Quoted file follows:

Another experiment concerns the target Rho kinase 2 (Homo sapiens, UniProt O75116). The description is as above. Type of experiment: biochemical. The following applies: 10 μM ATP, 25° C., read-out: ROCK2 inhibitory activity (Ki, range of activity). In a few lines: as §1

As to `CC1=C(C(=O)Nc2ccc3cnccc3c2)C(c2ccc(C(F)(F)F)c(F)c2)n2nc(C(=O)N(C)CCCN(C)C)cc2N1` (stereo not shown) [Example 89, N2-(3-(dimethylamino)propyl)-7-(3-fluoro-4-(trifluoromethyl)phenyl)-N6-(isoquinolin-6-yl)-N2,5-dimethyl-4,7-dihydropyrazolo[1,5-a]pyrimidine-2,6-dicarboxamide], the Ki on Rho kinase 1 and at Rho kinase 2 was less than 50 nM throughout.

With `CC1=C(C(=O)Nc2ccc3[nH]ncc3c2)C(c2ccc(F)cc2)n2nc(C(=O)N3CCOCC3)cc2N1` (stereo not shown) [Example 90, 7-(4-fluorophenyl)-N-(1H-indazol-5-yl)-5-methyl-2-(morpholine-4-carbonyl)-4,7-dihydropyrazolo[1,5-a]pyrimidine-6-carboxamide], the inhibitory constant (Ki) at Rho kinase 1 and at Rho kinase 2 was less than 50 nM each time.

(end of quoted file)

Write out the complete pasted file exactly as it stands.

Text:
Another experiment concerns the target Rho kinase 2 (Homo sapiens, UniProt O75116). The description is as above. Type of experiment: biochemical. The following applies: 10 μM ATP, 25° C., read-out: ROCK2 inhibitory activity (Ki, range of activity). In a few lines: as §1

As to `CC1=C(C(=O)Nc2ccc3cnccc3c2)C(c2ccc(C(F)(F)F)c(F)c2)n2nc(C(=O)N(C)CCCN(C)C)cc2N1` (stereo not shown) [Example 89, N2-(3-(dimethylamino)propyl)-7-(3-fluoro-4-(trifluoromethyl)phenyl)-N6-(isoquinolin-6-yl)-N2,5-dimethyl-4,7-dihydropyrazolo[1,5-a]pyrimidine-2,6-dicarboxamide], the Ki on Rho kinase 1 and at Rho kinase 2 was less than 50 nM throughout.

With `CC1=C(C(=O)Nc2ccc3[nH]ncc3c2)C(c2ccc(F)cc2)n2nc(C(=O)N3CCOCC3)cc2N1` (stereo not shown) [Example 90, 7-(4-fluorophenyl)-N-(1H-indazol-5-yl)-5-methyl-2-(morpholine-4-carbonyl)-4,7-dihydropyrazolo[1,5-a]pyrimidine-6-carboxamide], the inhibitory constant (Ki) at Rho kinase 1 and at Rho kinase 2 was less than 50 nM each time.